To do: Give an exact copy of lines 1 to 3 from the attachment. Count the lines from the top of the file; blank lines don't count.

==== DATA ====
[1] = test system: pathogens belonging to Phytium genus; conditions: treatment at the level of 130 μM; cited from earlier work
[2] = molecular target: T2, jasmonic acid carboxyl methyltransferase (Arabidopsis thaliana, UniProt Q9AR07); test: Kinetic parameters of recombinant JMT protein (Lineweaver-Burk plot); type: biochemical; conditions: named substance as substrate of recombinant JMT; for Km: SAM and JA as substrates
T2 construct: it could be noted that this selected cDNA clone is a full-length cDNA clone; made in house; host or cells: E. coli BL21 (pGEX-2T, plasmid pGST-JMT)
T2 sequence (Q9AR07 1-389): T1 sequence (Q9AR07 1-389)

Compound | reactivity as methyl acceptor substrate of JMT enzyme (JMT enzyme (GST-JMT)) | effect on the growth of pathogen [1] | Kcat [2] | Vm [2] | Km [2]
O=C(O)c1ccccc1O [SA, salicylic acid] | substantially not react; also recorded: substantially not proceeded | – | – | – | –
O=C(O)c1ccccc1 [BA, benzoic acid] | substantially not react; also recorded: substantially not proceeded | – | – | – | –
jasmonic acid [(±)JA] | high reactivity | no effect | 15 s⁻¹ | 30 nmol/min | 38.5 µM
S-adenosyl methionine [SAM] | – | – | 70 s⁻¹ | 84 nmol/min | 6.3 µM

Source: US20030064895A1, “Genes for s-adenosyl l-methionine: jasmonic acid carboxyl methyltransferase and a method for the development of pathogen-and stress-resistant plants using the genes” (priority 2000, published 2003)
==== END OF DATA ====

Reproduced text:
[1] = test system: pathogens belonging to Phytium genus; conditions: treatment at the level of 130 μM; cited from earlier work
[2] = molecular target: T2, jasmonic acid carboxyl methyltransferase (Arabidopsis thaliana, UniProt Q9AR07); test: Kinetic parameters of recombinant JMT protein (Lineweaver-Burk plot); type: biochemical; conditions: named substance as substrate of recombinant JMT; for Km: SAM and JA as substrates
T2 construct: it could be noted that this selected cDNA clone is a full-length cDNA clone; made in house; host or cells: E. coli BL21 (pGEX-2T, plasmid pGST-JMT)